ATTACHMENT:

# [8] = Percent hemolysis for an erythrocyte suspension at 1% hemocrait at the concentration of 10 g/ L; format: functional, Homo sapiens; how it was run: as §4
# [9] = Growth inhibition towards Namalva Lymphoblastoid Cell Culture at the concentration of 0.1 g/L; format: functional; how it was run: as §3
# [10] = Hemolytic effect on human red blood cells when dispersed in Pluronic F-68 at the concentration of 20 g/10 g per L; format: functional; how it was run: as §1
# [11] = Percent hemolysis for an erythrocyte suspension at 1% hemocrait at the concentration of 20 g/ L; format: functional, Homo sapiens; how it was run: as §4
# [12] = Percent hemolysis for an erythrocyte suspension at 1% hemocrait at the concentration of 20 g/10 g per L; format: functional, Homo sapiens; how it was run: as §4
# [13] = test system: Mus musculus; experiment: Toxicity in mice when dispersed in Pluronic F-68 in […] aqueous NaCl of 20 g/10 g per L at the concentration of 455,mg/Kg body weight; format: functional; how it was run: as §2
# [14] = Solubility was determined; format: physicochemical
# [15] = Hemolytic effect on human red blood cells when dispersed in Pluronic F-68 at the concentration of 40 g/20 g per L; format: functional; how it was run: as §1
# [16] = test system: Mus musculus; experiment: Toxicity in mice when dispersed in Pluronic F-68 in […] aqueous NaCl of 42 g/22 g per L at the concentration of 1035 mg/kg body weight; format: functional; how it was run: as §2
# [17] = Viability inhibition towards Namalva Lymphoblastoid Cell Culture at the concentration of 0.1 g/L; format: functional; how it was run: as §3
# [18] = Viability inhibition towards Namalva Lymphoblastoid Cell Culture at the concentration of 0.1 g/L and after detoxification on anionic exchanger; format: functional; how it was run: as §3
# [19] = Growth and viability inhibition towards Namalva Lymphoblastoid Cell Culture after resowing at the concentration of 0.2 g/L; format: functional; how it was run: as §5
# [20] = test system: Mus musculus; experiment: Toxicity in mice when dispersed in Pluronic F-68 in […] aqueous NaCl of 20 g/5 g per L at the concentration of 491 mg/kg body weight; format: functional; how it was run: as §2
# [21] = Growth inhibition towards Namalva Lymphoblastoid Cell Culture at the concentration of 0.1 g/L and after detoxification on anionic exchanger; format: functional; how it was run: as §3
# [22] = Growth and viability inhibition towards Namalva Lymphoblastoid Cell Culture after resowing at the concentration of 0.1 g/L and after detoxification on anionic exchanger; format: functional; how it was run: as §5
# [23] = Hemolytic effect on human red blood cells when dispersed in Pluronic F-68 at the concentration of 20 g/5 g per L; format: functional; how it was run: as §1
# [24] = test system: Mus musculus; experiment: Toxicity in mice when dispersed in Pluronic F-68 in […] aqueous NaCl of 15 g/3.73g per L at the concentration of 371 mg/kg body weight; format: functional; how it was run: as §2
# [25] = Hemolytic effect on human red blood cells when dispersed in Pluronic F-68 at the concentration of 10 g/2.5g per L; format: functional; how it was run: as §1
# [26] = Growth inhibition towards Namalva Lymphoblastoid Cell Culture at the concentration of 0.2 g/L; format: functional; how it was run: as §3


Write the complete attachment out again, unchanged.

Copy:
# [8] = Percent hemolysis for an erythrocyte suspension at 1% hemocrait at the concentration of 10 g/ L; format: functional, Homo sapiens; how it was run: as §4
# [9] = Growth inhibition towards Namalva Lymphoblastoid Cell Culture at the concentration of 0.1 g/L; format: functional; how it was run: as §3
# [10] = Hemolytic effect on human red blood cells when dispersed in Pluronic F-68 at the concentration of 20 g/10 g per L; format: functional; how it was run: as §1
# [11] = Percent hemolysis for an erythrocyte suspension at 1% hemocrait at the concentration of 20 g/ L; format: functional, Homo sapiens; how it was run: as §4
# [12] = Percent hemolysis for an erythrocyte suspension at 1% hemocrait at the concentration of 20 g/10 g per L; format: functional, Homo sapiens; how it was run: as §4
# [13] = test system: Mus musculus; experiment: Toxicity in mice when dispersed in Pluronic F-68 in […] aqueous NaCl of 20 g/10 g per L at the concentration of 455,mg/Kg body weight; format: functional; how it was run: as §2
# [14] = Solubility was determined; format: physicochemical
# [15] = Hemolytic effect on human red blood cells when dispersed in Pluronic F-68 at the concentration of 40 g/20 g per L; format: functional; how it was run: as §1
# [16] = test system: Mus musculus; experiment: Toxicity in mice when dispersed in Pluronic F-68 in […] aqueous NaCl of 42 g/22 g per L at the concentration of 1035 mg/kg body weight; format: functional; how it was run: as §2
# [17] = Viability inhibition towards Namalva Lymphoblastoid Cell Culture at the concentration of 0.1 g/L; format: functional; how it was run: as §3
# [18] = Viability inhibition towards Namalva Lymphoblastoid Cell Culture at the concentration of 0.1 g/L and after detoxification on anionic exchanger; format: functional; how it was run: as §3
# [19] = Growth and viability inhibition towards Namalva Lymphoblastoid Cell Culture after resowing at the concentration of 0.2 g/L; format: functional; how it was run: as §5
# [20] = test system: Mus musculus; experiment: Toxicity in mice when dispersed in Pluronic F-68 in […] aqueous NaCl of 20 g/5 g per L at the concentration of 491 mg/kg body weight; format: functional; how it was run: as §2
# [21] = Growth inhibition towards Namalva Lymphoblastoid Cell Culture at the concentration of 0.1 g/L and after detoxification on anionic exchanger; format: functional; how it was run: as §3
# [22] = Growth and viability inhibition towards Namalva Lymphoblastoid Cell Culture after resowing at the concentration of 0.1 g/L and after detoxification on anionic exchanger; format: functional; how it was run: as §5
# [23] = Hemolytic effect on human red blood cells when dispersed in Pluronic F-68 at the concentration of 20 g/5 g per L; format: functional; how it was run: as §1
# [24] = test system: Mus musculus; experiment: Toxicity in mice when dispersed in Pluronic F-68 in […] aqueous NaCl of 15 g/3.73g per L at the concentration of 371 mg/kg body weight; format: functional; how it was run: as §2
# [25] = Hemolytic effect on human red blood cells when dispersed in Pluronic F-68 at the concentration of 10 g/2.5g per L; format: functional; how it was run: as §1
# [26] = Growth inhibition towards Namalva Lymphoblastoid Cell Culture at the concentration of 0.2 g/L; format: functional; how it was run: as §3